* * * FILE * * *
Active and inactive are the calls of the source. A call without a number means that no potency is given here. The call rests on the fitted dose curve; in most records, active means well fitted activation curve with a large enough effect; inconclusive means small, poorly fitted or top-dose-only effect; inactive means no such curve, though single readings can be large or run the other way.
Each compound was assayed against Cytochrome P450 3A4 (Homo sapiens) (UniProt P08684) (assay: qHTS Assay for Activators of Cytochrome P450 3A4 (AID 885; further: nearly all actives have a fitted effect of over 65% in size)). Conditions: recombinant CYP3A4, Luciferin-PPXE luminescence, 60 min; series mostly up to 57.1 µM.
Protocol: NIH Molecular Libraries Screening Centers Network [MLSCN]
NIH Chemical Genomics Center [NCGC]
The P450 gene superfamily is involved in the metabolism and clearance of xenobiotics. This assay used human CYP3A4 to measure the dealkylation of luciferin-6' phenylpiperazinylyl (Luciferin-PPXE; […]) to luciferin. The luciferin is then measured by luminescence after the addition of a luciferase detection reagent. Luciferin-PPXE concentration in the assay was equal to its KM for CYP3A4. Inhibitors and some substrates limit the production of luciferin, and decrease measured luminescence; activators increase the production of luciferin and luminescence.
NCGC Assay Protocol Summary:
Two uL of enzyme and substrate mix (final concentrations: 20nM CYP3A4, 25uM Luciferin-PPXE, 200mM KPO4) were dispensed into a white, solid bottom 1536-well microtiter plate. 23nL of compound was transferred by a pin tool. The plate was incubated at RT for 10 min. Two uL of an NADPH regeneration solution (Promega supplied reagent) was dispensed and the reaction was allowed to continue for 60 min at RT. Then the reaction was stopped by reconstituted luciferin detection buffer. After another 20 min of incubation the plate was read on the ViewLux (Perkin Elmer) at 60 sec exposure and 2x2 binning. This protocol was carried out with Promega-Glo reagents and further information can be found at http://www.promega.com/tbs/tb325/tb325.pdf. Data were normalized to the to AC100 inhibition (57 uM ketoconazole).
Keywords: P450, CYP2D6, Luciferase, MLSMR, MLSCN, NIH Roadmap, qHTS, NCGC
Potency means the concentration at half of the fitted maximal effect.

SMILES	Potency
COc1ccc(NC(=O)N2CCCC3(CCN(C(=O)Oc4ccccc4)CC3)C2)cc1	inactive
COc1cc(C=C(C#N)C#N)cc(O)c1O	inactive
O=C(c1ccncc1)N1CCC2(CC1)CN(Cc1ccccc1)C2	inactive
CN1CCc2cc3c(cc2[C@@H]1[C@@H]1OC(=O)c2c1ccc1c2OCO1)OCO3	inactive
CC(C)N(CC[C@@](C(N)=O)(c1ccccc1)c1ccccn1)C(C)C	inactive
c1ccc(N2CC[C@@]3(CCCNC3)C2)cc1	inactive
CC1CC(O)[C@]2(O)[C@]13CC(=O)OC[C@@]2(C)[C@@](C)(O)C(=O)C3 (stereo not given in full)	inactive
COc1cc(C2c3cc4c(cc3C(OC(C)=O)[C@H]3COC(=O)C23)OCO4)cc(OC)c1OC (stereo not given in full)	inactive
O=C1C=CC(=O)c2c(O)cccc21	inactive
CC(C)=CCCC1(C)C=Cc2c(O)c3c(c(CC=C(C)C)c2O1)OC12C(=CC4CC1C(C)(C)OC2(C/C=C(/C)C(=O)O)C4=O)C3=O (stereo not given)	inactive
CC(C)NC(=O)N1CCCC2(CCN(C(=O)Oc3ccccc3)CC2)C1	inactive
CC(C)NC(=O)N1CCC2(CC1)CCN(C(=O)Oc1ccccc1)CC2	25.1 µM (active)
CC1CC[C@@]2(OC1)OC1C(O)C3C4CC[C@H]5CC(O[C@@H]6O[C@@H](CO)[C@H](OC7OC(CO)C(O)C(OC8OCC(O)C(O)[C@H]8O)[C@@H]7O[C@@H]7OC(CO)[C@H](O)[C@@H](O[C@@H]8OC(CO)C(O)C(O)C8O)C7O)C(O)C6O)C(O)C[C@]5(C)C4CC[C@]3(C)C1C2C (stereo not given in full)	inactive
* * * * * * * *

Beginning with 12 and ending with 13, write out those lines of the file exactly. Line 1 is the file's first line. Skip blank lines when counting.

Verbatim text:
COc1cc(C=C(C#N)C#N)cc(O)c1O	inactive
O=C(c1ccncc1)N1CCC2(CC1)CN(Cc1ccccc1)C2	inactive